Jump to ContentJump to Main Navigation
Moral Perception$
Users without a subscription are not able to see the full content.

Robert Audi

Print publication date: 2013

Print ISBN-13: 9780691156484

Published to Princeton Scholarship Online: October 2017

DOI: 10.23943/princeton/9780691156484.001.0001

Show Summary Details
Page of

PRINTED FROM PRINCETON SCHOLARSHIP ONLINE (www.princeton.universitypressscholarship.com). (c) Copyright Princeton University Press, 2018. All Rights Reserved. Under the terms of the licence agreement, an individual user may print out a PDF of a single chapter of a monograph in HSO for personal use (for details see www.princeton.universitypressscholarship.com/page/privacy-policy).date: 21 October 2018

Moral Perception: Causal, Phenomenological, and Epistemological Elements

Moral Perception: Causal, Phenomenological, and Epistemological Elements

(p.30) Chapter 2 Moral Perception: Causal, Phenomenological, and Epistemological Elements
Moral Perception

Robert Audi

Princeton University Press

This chapter analyzes how perception is a kind of experiential information-bearing relation between the perceiver and the object perceived. It argues that even if moral properties are not themselves causal, they can be perceptible. But the dependence of moral perception on non-moral perception does not imply an inferential dependence of all moral belief or moral judgment on non-moral belief or judgment. This kind of grounding explains how a moral belief arising in perception can constitute perceptual knowledge and can do so on grounds that are publicly accessible and, though not a guarantee of it, a basis for ethical agreement. The chapter also shows how perceptual moral knowledge is connected not only with other moral knowledge but also with intuition and emotion.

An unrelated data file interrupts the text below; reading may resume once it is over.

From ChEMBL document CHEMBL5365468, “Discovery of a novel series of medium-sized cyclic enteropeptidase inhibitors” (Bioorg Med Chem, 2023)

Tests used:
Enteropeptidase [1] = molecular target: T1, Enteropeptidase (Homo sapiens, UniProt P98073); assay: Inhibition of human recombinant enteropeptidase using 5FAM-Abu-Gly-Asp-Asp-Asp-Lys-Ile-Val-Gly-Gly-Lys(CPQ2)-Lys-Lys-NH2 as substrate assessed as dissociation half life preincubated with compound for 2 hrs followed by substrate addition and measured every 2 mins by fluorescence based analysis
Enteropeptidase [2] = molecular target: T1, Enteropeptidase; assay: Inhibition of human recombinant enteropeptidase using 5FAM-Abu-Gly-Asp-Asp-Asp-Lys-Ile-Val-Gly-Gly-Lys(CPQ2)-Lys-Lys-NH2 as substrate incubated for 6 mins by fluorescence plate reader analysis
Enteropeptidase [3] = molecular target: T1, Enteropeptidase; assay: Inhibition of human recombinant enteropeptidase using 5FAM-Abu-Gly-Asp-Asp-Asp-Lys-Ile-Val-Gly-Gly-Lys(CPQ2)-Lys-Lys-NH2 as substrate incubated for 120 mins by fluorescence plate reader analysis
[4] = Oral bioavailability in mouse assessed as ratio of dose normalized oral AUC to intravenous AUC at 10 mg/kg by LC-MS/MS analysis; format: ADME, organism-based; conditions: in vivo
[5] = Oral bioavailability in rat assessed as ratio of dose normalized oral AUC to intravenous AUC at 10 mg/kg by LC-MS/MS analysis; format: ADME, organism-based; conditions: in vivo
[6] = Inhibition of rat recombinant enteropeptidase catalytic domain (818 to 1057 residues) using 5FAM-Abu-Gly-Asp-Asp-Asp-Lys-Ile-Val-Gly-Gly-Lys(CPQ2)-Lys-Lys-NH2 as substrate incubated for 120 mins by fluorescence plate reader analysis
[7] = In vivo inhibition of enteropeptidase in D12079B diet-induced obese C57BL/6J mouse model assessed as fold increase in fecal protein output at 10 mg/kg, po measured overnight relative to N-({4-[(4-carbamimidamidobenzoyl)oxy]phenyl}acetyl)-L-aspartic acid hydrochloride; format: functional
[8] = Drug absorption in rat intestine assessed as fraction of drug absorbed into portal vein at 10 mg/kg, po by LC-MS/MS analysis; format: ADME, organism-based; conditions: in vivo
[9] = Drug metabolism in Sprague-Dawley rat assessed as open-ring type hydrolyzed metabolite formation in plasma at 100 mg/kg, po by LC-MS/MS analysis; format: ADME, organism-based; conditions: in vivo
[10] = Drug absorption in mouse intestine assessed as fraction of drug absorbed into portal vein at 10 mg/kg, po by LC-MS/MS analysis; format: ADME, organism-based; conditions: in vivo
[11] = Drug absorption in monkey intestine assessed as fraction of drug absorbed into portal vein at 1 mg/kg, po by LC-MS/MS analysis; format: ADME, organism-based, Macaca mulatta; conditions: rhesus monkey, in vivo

Keywords:   perception, moral properties, non-moral perception, moral judgment, moral belief, ethical agreement, intuition, emotion

Princeton Scholarship Online requires a subscription or purchase to access the full text of books within the service. Public users can however freely search the site and view the abstracts and keywords for each book and chapter.

Please, subscribe or login to access full text content.

If you think you should have access to this title, please contact your librarian.

To troubleshoot, please check our FAQs , and if you can't find the answer there, please contact us.